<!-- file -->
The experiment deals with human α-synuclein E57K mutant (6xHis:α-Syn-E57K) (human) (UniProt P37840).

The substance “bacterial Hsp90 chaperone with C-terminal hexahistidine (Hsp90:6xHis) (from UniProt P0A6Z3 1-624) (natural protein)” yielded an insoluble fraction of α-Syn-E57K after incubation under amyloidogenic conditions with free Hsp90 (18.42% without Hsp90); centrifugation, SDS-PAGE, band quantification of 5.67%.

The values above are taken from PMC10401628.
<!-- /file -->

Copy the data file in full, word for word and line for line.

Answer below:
The experiment deals with human α-synuclein E57K mutant (6xHis:α-Syn-E57K) (human) (UniProt P37840).

The substance “bacterial Hsp90 chaperone with C-terminal hexahistidine (Hsp90:6xHis) (from UniProt P0A6Z3 1-624) (natural protein)” yielded an insoluble fraction of α-Syn-E57K after incubation under amyloidogenic conditions with free Hsp90 (18.42% without Hsp90); centrifugation, SDS-PAGE, band quantification of 5.67%.

The values above are taken from PMC10401628.